Our Coping is a Farce [Opinion]

By Marlon Peterson for Brothers Writing to Live Jul 07, 2016

The police killing of Philando Castile in Falcon Heights, Minnesota, is our Emmett Till moment. 

Mamie Till, a Black woman, courageously ensured that the world could see the savage nature in which her son was beaten by White racists. She kept her son’s casket open for all to see, including Jet magazine, which published the grotesque picture. This time, Facebook is like our Jet magazine. Philando Castile’s girlfriend, Lavisha "Diamond" Reynolds,* recorded the aftermath of a police officer shooting her boyfriend to death on the social network. She broadcasted it for all to see.

And we saw; we felt; our stomachs turned; our pores raised as we saw Philando’s blood soak into his white T-shirt. We saw that the cop who shot him still had his gun pointed at a dead man.We saw more cops force Lavisha to exit her car and walk backwards towards them as her 4-year old—in the arms of a cop—watched.We listened as her baby girl, sitting in the back of a police car with her mom handcuffed, consoled Lavisha.

“Mommy, don’t worry. I’m here with you."

I’m here with you.

No therapist, no social worker, no psychiatrist, no grief counselor at hand—just the police. Those resources weren’t rushed to the scene of the crime. {{pullquote:1:left}}

Many White people and some Black people become exhausted when we relate present-day atrocities to slavery. But, here we have a baby living through Philando’s fatal shooting and instinctively placing herself in the position of nurturer. In the case of Alton Sterling, we saw his 15-year old son release uncontrollable tears in front of a press corps and millions more through television. The families of Tamir Rice and Eric Garner saw their loved ones be murdered without recompense.

{{pullquote}}I am 36 years old, I spent a decade of my life in prison, and today I’m struggling to eat, focus on my deadlines and care for myself. How are our babies going to cope?{{/pullquote}}

We as the adults are supposed to grope for the internal strength to be strong, to hold our families together, and to give them comfort, to provide a measure of security.But, it is a mask. It is a farce. We are incapable of fully shielding our families—our babies—from these inevitabilities of Black American life. We are good at acting like we cope well. But we don’t. We harm each other.

Writer and activist, Darnell Moore once wrote, "We are experts in the art of killing because we know what it is like to be killed, maligned, have our spirits deadened, our bodies pillaged. We know."

Black mommies and daddies on slave ships and plantations, in ghettos, and the millions of reactions like the ones by Alton Sterling’s son and Lavish Reynolds’ daughter have been untreated and unacknowledged. This is what generational trauma looks like.

This deadening of our souls leads to the hyper vigilance and inability to handle everyday tasks with ease. It is why we harm each other at such staggering rates. Our psyches are soaked in the daily affectations of the performance of sanity.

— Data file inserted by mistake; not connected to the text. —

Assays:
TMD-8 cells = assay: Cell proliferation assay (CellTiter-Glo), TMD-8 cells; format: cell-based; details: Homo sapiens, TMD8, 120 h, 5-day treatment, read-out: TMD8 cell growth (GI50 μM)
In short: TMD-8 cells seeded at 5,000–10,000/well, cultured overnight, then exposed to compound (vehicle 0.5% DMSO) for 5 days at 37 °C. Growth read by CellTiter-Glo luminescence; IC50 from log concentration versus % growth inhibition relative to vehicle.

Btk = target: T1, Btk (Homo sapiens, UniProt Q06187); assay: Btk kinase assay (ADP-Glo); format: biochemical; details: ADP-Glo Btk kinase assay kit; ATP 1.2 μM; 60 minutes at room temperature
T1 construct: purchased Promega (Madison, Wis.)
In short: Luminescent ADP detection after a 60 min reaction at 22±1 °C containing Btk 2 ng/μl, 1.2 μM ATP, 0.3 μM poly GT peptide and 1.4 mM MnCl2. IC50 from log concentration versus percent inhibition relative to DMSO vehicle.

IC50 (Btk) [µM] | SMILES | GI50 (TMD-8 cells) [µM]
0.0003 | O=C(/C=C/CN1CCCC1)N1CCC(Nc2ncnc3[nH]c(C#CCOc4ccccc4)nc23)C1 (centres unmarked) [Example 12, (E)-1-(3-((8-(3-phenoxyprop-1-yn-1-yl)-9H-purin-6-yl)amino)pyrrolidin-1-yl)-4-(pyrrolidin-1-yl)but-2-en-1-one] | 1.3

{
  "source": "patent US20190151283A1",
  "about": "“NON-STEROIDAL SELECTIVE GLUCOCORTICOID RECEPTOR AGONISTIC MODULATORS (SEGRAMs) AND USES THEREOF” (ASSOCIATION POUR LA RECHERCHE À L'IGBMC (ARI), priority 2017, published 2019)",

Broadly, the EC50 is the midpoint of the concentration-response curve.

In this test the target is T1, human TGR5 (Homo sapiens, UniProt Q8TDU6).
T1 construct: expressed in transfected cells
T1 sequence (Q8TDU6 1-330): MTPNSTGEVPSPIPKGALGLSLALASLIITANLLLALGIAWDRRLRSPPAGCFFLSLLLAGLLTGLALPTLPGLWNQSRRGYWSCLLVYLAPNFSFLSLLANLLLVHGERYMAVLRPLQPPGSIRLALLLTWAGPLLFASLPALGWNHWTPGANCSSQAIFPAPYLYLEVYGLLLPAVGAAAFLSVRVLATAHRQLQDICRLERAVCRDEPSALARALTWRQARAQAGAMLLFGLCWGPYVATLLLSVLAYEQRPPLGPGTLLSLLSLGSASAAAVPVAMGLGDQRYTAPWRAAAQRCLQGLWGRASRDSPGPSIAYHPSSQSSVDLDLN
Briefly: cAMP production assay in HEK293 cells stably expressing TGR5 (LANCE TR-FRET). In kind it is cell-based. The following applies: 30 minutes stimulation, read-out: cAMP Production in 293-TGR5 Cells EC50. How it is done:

And while the Department of Justice investigates, and some of us will wait for the indictment and/or convictions of these officers as examples of what justice looks like, the farce of coping well will be spread onto our babies.

This is not about pathologizing Black people. It is the understanding that this nation is pathological its ability to excuse, justify, dismiss and replicate the dismembering of the sanctity of anyone non-White. Black people perform the farce of coping with excellence. This nation’s diabolical ability to perform the act of caring is an equally amazing farce.

Marlon Peterson is the founder and chief re-imaginator of the Precedential Group, asocial justice consulting firm. He is an  Ebony magazine Power 100 honoree, and a 2015 recipient of the Soros Justice Fellowship. His writings have appeared in Ebony, Gawker, The Crime Report, Black Press USA, The Brooklyn Reader, and he was featured on the Humans of New York blog. His essays also appear in the Kiese Laymon’s "How to Slowly Kill Yourself and Others" and "Love Lives Here, Too" by Sheila Rule. Peterson tweets at  @marlon_79.

Brothers Writing to Live is a group of Black cis and trans men who hail from spaces across the United States. Through their writings they map out similarities regarding the ways that racism, gender restrictions, capitalism, heteropatriarchy, ableism, economic disenfranchisement, heteronormativity, criminal (in)justice systems, and so much else has shaped the men that they are and are yet to be.  Brothers Writing to Live members are Wade Davis, Nyle Fort, Kai M. Green, Kiese Laymon, Darnell Moore, Mark Anthony Neal,  Marlon Peterson, Hashim Pipkin and Mychal Denzel Smith.

*Post has been updated since publication to reflect Lavisha Reynolds’ proper name. rather than, Lavish, the nickname circulating throughout media.